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hierarchies fail, and this is my struggle with xml at the moment, when
they have to support multiple hierarchies simultaneously. and they
largely fail because of a) the update problem, and b) the new hierarchy
problem. reverse bill of materials is a case in point.
having said that xml works really well where neither of these are an
issue - documents where the "semantics" don't change only the contents;
and as i said before moving transactions between systems.
even relational systems have problems because the semantics is embedded
in the sql select statements. most so called post relational systems
(not really sure that's a legitimate term, even though it's used a lot)
basically embed semantics back into the structure.
things like owl and to a lesser extent name spaces try to express the
semantics as a meta model. imho a far superior approach. i just don't
like naming relationships - prefer to acknowledge they exist and what it
takes to define them, but not necessarily name them.
now to xml and the cinderella id tag. the same effect as the
hierarchical xml could be achieved by allowing a name/value pairing to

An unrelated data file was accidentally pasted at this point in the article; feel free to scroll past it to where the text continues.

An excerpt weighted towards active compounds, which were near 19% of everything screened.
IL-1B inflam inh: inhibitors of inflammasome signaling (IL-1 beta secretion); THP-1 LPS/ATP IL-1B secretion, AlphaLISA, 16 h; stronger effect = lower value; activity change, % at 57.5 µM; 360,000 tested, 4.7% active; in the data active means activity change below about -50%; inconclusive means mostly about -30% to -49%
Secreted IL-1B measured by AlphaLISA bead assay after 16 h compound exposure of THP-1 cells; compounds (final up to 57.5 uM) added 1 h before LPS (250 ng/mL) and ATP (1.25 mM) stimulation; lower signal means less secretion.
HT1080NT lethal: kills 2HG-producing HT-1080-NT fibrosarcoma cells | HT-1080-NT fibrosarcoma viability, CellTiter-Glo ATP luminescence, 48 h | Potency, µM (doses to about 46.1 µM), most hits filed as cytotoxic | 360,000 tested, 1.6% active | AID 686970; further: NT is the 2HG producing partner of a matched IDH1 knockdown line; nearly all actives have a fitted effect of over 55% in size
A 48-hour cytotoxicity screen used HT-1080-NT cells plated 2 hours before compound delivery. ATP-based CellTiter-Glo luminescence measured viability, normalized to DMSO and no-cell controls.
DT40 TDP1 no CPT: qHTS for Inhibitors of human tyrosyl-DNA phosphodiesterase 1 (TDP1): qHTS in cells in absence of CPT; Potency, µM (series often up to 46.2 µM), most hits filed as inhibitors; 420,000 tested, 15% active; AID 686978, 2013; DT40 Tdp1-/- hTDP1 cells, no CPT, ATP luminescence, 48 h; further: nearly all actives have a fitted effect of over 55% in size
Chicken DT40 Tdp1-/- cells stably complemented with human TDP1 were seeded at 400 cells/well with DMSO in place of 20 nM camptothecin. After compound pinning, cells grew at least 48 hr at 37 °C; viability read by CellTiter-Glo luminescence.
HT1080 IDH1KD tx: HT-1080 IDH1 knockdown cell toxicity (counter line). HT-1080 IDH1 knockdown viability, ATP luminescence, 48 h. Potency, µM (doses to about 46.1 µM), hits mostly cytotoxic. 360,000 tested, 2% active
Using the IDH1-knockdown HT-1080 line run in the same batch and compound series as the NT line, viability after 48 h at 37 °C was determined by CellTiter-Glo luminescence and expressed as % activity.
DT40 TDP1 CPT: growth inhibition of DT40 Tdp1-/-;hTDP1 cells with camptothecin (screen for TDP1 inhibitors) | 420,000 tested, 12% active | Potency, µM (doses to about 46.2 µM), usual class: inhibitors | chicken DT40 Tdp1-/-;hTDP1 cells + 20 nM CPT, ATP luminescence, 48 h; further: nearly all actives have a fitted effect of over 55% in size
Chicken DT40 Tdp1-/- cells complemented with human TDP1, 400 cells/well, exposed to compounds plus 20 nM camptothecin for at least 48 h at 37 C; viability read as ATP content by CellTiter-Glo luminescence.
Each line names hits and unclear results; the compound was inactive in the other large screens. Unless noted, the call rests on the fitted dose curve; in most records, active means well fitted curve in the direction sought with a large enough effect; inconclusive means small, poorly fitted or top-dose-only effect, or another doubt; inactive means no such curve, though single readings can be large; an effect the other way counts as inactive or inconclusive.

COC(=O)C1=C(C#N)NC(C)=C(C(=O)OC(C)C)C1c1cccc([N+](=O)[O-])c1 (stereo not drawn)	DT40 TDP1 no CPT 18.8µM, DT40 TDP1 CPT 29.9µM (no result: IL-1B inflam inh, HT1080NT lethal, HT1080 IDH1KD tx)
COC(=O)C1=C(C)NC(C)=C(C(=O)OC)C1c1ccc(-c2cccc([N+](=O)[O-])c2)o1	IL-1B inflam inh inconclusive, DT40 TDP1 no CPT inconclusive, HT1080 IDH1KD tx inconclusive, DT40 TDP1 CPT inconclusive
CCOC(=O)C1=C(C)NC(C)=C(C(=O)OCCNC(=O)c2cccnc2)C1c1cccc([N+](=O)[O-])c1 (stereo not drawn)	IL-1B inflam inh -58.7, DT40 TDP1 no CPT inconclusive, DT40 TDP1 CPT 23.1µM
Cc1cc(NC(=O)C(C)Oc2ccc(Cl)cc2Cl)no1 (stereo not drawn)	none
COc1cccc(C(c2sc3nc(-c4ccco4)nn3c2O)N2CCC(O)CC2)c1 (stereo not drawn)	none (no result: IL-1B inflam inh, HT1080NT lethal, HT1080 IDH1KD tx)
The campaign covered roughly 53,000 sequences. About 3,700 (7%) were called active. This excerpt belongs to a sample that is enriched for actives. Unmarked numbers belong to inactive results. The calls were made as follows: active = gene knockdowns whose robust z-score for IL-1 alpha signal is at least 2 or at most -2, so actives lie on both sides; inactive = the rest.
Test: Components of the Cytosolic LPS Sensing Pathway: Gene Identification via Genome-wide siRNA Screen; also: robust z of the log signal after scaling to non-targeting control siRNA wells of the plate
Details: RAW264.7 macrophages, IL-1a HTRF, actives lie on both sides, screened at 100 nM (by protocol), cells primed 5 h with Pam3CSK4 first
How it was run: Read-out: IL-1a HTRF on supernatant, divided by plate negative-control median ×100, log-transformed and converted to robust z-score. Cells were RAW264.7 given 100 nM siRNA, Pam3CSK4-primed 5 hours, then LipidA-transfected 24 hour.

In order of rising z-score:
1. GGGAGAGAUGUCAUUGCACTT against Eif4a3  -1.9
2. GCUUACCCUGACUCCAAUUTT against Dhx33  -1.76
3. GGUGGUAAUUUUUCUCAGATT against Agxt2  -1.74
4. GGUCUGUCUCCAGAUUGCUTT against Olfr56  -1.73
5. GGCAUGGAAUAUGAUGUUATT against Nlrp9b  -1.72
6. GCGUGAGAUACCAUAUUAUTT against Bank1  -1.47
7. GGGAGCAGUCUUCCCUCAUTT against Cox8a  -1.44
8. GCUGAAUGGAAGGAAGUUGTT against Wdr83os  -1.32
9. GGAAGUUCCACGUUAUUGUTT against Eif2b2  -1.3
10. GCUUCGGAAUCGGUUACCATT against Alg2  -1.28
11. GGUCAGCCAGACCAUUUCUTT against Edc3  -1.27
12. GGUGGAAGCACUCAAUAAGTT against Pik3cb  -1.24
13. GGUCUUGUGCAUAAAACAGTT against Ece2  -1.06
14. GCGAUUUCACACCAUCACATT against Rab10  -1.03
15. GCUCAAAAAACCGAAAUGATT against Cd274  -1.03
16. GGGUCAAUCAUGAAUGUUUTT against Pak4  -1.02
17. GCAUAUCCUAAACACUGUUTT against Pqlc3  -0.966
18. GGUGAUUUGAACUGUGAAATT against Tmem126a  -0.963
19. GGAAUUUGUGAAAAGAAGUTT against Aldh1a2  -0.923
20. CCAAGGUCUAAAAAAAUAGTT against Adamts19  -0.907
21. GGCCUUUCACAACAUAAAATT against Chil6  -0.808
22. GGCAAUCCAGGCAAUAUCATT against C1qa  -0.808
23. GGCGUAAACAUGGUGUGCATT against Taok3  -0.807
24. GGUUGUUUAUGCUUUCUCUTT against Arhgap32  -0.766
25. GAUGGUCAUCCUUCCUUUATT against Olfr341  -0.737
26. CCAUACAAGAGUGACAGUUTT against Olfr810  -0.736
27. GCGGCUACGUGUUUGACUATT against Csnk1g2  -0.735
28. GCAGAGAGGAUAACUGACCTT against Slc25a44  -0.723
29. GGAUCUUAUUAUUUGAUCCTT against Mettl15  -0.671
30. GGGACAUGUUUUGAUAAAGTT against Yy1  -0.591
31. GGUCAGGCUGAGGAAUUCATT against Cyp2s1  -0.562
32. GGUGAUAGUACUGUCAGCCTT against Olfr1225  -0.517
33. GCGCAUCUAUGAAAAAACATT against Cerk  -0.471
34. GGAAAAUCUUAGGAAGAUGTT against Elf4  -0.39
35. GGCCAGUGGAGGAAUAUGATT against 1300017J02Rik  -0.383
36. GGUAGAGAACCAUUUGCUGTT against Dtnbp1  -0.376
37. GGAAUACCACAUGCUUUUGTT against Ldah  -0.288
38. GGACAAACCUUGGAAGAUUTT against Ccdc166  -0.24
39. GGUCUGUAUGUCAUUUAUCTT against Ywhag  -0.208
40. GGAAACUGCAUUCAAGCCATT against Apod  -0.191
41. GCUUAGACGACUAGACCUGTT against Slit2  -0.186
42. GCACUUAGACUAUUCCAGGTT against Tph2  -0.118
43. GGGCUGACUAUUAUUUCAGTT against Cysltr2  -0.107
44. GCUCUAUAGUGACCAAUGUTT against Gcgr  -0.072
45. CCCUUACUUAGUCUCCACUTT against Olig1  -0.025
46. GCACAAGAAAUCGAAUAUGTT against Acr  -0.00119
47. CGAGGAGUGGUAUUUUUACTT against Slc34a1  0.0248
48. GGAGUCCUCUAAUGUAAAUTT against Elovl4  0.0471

store the structure as attributes in the xml tag and they should be
treated as elements as well.
the id tag is the required unique key, while special associate elements
store structure. this has the advantage of flatenning the xml and
allowing the parsers to create structure on the fly to suit the translators.
which would be approximately
early days, but something like this would be much better for data
modelling. perhaps we can have post-xml? ;)
Michael Champion wrote:
> On May 19, 2004, at 10:37 AM, Dare Obasanjo wrote:
>> Hierarchical databases failed for a reason.
> Just to be pedantic, the hierarchical model failed, hierarchical
> databases are still chugging along. IMS (a hierarchical DBMS that is
> the meanest, nastiest, ugliest mainframe dinosaur) still quietly
> manages an awfully big chunk of the world's data: "More than
> ninety-percent of the Fortune 1000 companies use IMS. IMS serves 200
> million end users, managing over 15 billion Gigabytes of production
> data and processing over 50 billion transactions every day."
> 25 years or so ago, Codd conclusively demonstrated the superiority of
> the relational model, but the world seems to keep reinventing
> hierarchical databases, AKA post-relational DBMS, Object-Relational
> RDBMS with an XML column type, native XML DBMS, even OODBMS (note that
> Progress has given ObjectStore new life since they bought Excelon,
> presumably because it has a lucrative niche). This happens because an
> awful lot of real-world relationships are hierarchical -- "contains /
> part-of", "parent / descendent", "manages / managed-by" .... -- and it
> is pragmatic to use tools that natively understand hierarchy to deal
> with them. Likewise, lots of things are intrinsically ordered (time
> being the obvious one) and as best I understand it, temporal
> relationships are one of the weaker aspects of the relational model
> even in theory, nevermind practice; again, XML treats order as a
> first-class citizen and is often a pragmatic tool.
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